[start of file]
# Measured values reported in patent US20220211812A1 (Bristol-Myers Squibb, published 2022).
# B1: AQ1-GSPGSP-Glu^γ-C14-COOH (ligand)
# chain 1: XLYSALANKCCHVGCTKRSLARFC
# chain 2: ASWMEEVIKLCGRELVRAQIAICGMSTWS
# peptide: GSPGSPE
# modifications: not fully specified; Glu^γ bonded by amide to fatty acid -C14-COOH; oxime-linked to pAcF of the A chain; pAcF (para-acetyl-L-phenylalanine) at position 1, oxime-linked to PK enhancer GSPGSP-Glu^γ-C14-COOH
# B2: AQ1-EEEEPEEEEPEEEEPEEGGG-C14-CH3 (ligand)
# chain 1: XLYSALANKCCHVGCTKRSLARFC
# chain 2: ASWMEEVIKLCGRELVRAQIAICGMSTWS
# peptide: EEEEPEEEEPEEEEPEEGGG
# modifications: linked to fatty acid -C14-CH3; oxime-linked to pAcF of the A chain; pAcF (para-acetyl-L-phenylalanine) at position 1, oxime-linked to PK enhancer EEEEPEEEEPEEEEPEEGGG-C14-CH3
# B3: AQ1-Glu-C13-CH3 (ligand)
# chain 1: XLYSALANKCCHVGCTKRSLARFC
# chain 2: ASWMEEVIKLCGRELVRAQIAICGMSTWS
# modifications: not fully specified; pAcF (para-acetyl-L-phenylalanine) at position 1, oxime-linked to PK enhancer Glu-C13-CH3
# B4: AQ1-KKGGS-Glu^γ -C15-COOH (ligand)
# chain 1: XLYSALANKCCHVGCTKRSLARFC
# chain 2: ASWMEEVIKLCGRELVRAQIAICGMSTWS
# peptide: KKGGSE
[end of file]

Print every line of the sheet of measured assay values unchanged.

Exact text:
# Measured values reported in patent US20220211812A1 (Bristol-Myers Squibb, published 2022).
# B1: AQ1-GSPGSP-Glu^γ-C14-COOH (ligand)
# chain 1: XLYSALANKCCHVGCTKRSLARFC
# chain 2: ASWMEEVIKLCGRELVRAQIAICGMSTWS
# peptide: GSPGSPE
# modifications: not fully specified; Glu^γ bonded by amide to fatty acid -C14-COOH; oxime-linked to pAcF of the A chain; pAcF (para-acetyl-L-phenylalanine) at position 1, oxime-linked to PK enhancer GSPGSP-Glu^γ-C14-COOH
# B2: AQ1-EEEEPEEEEPEEEEPEEGGG-C14-CH3 (ligand)
# chain 1: XLYSALANKCCHVGCTKRSLARFC
# chain 2: ASWMEEVIKLCGRELVRAQIAICGMSTWS
# peptide: EEEEPEEEEPEEEEPEEGGG
# modifications: linked to fatty acid -C14-CH3; oxime-linked to pAcF of the A chain; pAcF (para-acetyl-L-phenylalanine) at position 1, oxime-linked to PK enhancer EEEEPEEEEPEEEEPEEGGG-C14-CH3
# B3: AQ1-Glu-C13-CH3 (ligand)
# chain 1: XLYSALANKCCHVGCTKRSLARFC
# chain 2: ASWMEEVIKLCGRELVRAQIAICGMSTWS
# modifications: not fully specified; pAcF (para-acetyl-L-phenylalanine) at position 1, oxime-linked to PK enhancer Glu-C13-CH3
# B4: AQ1-KKGGS-Glu^γ -C15-COOH (ligand)
# chain 1: XLYSALANKCCHVGCTKRSLARFC
# chain 2: ASWMEEVIKLCGRELVRAQIAICGMSTWS
# peptide: KKGGSE